FTC Will Look At Product Placement

Agrees to review Nader group's complaint

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%%STORYIMAGE_RIGHT%% When Ralph Nader's Commercial Alert recently filed a complaint with the Federal Trade Commission exhorting the group to demand the TV networks to identify all paid product placements in their programming, the branded entertainment world for the most part reacted with a collective shrug.

Now that the FTC agreed yesterday to review the complaint, executives are still playing down its significance.

Mary Engle, associate director of the FTC, confirmed yesterday that the federal body would take a thorough look at the complaint, but couldn't say at this stage whether the FTC was likely to start any action or investigation. She explained that the FTC does not review all complaints.

Commercial Alert wants to see upfront credits telling viewers that there is paid product placement in the shows they are watching.

In a letter to Commercial Alert, the FTC wrote: "In determining whether to take enforcement or other action in any particular situation, the Commission may consider a number of factors, including the type of violation alleged; the nature and amount of consumer injury at issue and the number of consumers affected; and the likelihood of preventing future unlawful conduct and securing redress or other relief." It concluded, "we will conduct a thorough review of your petition to determine whether action by the FTC is warranted."

The Portland, Ore.-based nonprofit consumer watchdog group, made a similar complaint to the Federal Communications Commission, which has yet to respond. The complaint charges that TV networks are deceiving the public by failing to disclose paid product placements. The group's complaint does not include those situations where brands are organically woven in by the show's creative staff without a formal deal or payment. The complaint names all six broadcast networks, ABC, CBS, NBC, Fox, UPN, and The WB.

The industry is taking a wait-and-see attitude. Laura Caraccioli-Davis, VP-Director SMG Entertainment, Starcom MediaVest Group, said: "When I talk to folks about it, no-one thinks that it is an issue. I'm not sure people are taking it as seriously as they should be."

Caraccioli-Davis adds that broadcast networks have been forced to respond to the more freewheeling environment in cable, where brands often sponsor shows and provide goods for make-over series for example. She does wonder if the media hype about product placement has simply made the practice more visible than it has been in the past.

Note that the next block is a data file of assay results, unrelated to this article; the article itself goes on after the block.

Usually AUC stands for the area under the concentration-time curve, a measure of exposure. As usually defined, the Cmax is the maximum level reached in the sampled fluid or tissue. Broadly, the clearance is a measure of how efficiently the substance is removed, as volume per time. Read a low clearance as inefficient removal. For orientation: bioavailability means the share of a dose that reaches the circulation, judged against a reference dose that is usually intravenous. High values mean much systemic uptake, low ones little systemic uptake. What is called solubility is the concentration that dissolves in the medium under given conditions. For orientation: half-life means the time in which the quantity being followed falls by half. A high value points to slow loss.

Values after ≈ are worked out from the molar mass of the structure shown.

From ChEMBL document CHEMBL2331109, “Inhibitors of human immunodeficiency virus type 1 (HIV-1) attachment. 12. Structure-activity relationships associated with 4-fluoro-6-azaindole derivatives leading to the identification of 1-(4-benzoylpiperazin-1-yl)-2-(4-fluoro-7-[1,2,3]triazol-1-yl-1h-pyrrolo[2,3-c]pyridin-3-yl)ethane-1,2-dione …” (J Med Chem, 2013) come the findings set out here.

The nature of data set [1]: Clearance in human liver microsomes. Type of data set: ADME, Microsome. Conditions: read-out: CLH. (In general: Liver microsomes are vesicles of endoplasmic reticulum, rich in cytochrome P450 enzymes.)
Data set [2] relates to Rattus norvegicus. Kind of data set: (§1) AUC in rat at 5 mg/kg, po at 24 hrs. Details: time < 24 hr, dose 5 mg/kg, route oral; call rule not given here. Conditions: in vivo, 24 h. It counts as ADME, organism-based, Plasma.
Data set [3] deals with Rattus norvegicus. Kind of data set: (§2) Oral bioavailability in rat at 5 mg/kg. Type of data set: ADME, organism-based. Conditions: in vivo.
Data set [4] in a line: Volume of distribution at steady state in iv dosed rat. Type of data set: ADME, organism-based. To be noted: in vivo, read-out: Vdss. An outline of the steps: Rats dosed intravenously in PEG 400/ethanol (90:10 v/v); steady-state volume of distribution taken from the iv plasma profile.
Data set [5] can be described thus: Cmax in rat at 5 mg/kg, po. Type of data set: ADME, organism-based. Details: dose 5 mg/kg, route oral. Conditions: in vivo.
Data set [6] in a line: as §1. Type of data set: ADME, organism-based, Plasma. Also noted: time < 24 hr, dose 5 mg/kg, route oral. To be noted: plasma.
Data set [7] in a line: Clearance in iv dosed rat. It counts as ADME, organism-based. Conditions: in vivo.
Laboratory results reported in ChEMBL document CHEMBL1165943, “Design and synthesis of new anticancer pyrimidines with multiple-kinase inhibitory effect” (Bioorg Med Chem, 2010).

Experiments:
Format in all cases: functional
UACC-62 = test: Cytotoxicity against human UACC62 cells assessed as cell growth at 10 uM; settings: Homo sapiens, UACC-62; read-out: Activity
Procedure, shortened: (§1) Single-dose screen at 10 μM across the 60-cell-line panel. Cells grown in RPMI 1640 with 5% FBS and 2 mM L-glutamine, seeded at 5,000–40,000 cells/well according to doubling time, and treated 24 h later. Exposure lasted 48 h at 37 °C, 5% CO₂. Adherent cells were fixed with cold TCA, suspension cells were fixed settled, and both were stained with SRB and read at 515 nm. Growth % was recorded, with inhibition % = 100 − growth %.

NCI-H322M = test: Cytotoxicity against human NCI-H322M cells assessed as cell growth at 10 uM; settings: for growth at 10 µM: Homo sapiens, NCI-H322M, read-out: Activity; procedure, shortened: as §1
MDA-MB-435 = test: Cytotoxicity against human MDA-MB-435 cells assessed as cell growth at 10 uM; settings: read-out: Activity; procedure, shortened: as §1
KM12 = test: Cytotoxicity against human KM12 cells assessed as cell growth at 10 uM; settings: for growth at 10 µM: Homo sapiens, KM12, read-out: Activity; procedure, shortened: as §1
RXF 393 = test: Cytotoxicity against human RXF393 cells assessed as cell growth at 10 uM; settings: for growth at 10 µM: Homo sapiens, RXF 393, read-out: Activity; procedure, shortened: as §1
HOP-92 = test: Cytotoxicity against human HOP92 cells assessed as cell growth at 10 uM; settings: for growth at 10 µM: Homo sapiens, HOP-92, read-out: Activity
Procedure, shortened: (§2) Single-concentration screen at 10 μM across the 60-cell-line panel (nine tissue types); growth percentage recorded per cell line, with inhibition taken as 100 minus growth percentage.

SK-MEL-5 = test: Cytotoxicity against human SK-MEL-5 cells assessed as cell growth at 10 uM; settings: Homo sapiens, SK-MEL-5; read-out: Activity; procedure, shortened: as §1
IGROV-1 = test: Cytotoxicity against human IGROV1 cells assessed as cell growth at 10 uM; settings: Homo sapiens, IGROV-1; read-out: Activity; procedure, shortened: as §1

Mitch Kanner, a partner in Integrated Entertainment Partners, Beverly Hills, Calif. said: "Have they [Commercial Alert] been watching the last sixty years of television…there are already end credits for a lot of product placement."

%%PULLQUOTE_LEFT%% Kanner argues that the current period of experimentation with product placement is something that needs to be explored given the crisis in both the television and advertising businesses. "We should let it find some success before we start clubbing a dying horse."

Separately, Mark Workman, CEO of FFG-FirstFireworks Group, Los Angeles, feels that while the complaint has prompted a dialogue about product placement, regulation isn't the answer. "Labeling of video games was a similar broad issue, but it has had virtually no impact."

Workman points out some of the difficulties that TV stations might have in trying to identify all the product placements and then list them in the credits. "This whole [product placement] thing came about because people weren't watching the commercials. If TV stations spent more time rolling credits, wouldn't people just skip that too?"

Workman suggests that perhaps TV stations could be encouraged to post product placement details on their Web sites. He adds that there have been numerous occasions when producers have just said no to certain placements.

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